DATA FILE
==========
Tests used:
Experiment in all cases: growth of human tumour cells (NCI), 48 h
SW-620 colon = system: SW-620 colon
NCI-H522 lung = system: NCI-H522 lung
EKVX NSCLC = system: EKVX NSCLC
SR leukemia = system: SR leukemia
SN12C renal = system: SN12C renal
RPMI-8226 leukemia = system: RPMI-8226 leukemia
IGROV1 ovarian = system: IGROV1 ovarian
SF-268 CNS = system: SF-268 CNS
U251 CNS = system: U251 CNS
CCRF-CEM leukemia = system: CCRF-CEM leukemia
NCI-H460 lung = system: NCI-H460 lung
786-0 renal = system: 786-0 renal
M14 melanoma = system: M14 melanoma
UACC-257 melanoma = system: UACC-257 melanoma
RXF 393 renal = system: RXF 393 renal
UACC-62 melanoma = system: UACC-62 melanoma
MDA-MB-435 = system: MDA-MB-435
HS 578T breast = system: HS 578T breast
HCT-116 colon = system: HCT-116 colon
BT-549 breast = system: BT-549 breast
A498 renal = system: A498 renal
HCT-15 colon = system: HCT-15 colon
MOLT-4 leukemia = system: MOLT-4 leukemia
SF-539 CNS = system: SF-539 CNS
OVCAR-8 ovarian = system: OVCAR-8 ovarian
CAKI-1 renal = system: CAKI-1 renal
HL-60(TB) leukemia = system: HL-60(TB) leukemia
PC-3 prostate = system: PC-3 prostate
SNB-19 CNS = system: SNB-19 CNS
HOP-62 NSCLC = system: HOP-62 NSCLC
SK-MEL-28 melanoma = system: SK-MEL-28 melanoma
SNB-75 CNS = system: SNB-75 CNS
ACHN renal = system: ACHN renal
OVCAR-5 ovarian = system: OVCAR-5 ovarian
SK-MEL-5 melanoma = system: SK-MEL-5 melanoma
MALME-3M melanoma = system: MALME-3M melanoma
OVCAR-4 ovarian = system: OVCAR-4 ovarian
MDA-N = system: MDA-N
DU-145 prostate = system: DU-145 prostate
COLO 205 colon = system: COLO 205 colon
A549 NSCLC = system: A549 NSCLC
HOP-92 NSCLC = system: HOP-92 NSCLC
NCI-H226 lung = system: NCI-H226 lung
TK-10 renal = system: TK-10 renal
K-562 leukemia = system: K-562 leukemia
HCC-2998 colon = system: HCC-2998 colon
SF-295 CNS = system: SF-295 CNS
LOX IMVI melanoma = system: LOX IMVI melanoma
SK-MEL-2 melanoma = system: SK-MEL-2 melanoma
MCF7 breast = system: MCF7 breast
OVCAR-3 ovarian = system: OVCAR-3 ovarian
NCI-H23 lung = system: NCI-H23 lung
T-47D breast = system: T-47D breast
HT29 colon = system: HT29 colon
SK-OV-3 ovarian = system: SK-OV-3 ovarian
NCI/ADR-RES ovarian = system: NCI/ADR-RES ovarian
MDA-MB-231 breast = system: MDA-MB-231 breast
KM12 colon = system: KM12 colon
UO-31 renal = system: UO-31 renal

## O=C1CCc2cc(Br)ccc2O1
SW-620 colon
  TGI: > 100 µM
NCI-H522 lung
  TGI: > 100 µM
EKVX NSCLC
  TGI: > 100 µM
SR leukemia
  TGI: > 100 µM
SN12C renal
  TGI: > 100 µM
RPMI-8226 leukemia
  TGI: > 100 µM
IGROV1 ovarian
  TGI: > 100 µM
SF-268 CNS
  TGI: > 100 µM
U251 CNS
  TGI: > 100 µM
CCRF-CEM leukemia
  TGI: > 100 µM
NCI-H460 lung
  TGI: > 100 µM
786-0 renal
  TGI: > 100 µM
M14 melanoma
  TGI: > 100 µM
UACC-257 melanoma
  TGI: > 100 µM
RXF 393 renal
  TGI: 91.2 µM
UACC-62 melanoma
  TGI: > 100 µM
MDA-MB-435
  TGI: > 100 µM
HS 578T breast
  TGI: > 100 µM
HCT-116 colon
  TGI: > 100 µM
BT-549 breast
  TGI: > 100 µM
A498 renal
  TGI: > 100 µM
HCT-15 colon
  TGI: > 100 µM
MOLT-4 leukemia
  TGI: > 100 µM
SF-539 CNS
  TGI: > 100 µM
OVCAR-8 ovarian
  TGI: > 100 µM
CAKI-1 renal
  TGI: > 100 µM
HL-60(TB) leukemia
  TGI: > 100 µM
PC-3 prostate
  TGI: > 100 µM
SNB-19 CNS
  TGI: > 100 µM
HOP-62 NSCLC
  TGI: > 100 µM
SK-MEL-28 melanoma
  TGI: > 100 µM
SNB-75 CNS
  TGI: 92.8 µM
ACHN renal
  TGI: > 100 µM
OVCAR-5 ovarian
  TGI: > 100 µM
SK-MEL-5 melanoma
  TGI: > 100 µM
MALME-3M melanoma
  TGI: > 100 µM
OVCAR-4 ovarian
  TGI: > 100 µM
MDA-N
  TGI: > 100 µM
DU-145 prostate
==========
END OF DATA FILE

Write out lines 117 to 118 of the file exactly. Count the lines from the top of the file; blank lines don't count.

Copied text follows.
PC-3 prostate
  TGI: > 100 µM